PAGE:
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Drip Irrigation Wasting Money in many Cities Newsletter





Drip irrigation does have an important place for growing certain crops, but not for large areas of grasses and groundcovers. For row crops and most vegetable planting drip systems work well because they can be installed in straight lines as the transplants are arranged and the lines can be left visible on top of the ground. In landscape beds, especially large areas, the lines are put out of sight in the ground or under mulch. Water seeks the path of least resistance and the result is overly wet areas, completely dry areas and dead plants. On slopes, drip irrigation is a complete disaster.

Good place to use drip is on row crops in the vegetable garden.

The main reason these systems are being used so much is that cities across the country are dictating their use. The alleged reason is that drip irrigation saves water and money when compared to traditional spray systems.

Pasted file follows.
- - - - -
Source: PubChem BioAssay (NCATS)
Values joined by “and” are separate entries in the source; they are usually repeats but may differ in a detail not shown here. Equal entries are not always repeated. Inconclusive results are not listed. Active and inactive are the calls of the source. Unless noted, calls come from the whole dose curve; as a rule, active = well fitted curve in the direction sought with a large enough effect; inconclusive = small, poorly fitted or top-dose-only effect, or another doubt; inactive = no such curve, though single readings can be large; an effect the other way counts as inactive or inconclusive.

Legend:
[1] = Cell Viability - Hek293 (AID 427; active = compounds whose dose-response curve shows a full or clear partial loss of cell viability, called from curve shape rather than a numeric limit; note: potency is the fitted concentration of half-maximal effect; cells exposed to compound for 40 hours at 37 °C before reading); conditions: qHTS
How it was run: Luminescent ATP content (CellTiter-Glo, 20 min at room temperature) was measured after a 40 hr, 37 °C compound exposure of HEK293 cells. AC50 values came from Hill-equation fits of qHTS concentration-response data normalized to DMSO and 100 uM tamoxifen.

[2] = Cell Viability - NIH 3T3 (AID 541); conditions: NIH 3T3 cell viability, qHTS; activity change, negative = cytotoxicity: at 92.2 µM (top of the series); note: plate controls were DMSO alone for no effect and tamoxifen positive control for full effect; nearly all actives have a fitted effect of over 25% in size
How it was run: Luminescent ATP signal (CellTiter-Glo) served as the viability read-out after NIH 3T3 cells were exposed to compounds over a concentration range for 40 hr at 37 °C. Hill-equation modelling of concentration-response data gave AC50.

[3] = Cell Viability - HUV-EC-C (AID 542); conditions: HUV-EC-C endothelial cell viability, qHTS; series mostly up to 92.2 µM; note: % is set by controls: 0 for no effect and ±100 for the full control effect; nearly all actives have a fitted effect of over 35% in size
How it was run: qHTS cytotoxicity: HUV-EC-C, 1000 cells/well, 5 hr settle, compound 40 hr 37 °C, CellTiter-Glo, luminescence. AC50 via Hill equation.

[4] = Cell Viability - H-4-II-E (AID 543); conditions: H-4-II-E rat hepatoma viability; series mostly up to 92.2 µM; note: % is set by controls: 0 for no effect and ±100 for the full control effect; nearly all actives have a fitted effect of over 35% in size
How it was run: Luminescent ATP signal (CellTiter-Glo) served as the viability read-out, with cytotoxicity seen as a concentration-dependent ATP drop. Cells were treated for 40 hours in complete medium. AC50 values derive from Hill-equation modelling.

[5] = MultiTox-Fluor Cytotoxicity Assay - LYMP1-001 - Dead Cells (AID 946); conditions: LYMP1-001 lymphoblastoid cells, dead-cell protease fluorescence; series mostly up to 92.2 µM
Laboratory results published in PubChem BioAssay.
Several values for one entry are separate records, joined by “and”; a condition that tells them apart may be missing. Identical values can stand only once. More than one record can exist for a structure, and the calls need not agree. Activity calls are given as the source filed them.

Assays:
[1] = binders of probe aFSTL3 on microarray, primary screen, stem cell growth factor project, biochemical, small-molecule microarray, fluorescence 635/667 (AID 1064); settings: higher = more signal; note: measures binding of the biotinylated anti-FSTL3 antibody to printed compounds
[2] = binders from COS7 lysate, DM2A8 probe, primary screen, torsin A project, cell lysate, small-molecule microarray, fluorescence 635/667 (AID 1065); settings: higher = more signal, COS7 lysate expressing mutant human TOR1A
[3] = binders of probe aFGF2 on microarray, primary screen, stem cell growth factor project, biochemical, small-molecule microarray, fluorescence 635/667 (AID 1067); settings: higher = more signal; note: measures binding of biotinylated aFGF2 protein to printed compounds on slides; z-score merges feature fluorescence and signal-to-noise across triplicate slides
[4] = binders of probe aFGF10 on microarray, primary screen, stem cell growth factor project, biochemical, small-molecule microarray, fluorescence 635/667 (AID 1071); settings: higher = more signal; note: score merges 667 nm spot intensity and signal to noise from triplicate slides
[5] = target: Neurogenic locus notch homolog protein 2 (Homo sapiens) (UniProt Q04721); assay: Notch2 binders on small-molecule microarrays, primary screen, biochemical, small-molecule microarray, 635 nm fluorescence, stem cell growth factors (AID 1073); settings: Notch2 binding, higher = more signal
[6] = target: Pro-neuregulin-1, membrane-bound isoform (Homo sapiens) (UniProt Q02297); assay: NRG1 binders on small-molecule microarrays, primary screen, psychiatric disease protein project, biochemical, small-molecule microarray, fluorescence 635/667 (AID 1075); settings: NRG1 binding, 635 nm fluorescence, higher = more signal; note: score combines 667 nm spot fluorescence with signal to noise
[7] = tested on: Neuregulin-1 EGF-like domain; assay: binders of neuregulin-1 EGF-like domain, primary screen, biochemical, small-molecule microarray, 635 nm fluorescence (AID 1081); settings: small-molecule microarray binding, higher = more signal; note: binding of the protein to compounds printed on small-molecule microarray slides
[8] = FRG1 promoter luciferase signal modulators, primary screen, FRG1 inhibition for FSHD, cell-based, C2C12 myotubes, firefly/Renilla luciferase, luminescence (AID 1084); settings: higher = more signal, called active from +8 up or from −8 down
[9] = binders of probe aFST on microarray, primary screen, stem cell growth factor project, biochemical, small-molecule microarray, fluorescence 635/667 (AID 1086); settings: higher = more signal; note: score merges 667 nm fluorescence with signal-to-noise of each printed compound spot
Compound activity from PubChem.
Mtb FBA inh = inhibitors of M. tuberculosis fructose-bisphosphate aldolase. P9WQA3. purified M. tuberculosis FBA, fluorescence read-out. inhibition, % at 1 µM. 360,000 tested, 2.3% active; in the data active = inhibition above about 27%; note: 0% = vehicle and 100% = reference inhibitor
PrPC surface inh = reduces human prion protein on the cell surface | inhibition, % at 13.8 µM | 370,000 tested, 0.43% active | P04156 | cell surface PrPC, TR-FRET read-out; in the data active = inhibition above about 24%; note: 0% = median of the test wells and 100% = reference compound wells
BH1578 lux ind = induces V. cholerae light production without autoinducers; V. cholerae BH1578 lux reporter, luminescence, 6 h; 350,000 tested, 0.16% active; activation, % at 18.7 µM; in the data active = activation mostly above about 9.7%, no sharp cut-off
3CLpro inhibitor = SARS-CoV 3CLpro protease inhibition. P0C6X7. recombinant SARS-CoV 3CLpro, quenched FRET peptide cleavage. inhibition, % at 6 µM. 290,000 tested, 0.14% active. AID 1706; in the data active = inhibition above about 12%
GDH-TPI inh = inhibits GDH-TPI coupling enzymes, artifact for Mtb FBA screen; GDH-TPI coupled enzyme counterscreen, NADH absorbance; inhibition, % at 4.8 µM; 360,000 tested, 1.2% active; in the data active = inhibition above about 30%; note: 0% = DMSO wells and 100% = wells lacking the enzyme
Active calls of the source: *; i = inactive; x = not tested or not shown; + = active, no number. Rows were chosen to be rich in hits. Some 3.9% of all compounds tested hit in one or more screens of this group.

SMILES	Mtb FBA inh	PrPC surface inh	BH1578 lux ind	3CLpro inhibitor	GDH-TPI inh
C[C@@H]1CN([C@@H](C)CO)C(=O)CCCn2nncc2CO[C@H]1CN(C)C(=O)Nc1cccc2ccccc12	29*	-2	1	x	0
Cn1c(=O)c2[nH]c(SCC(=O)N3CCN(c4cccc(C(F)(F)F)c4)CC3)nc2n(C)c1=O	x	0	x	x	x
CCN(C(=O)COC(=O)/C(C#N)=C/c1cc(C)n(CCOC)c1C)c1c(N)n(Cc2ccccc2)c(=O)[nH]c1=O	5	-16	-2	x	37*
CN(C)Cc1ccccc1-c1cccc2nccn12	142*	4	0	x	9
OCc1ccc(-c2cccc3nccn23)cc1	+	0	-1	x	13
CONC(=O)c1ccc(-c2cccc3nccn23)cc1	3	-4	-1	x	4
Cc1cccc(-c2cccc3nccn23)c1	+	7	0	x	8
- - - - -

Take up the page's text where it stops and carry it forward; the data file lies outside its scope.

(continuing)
Examples of ground cover failure under drip irrigation.

The problem with that thinking is that acres and acres of landscaping irrigated with drip irrigation is dead or dying as a result. So - the cost of lost plants far outweighs the water savings. Also, bare soil and erosion look bad and lead to costly repairs. Spray systems are more cost effective anyway if installed and managed properly. Our next newsletter will cover those details.

Buried drip irrigation causing severe over-watering and plant death.

Groundcover loss due to surface drip irrigation.

Common loss of groundcover plantings. There are acres and acres of this kind of ugliness and loss of money across the country.

Drip irrigation used correctly in row crops.

For the time being, pass this information on to the decision makers in your city and maybe we can at least slow down this wasteful approach.


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Naturally yours,

Howard Garrett
The Dirt Doctor


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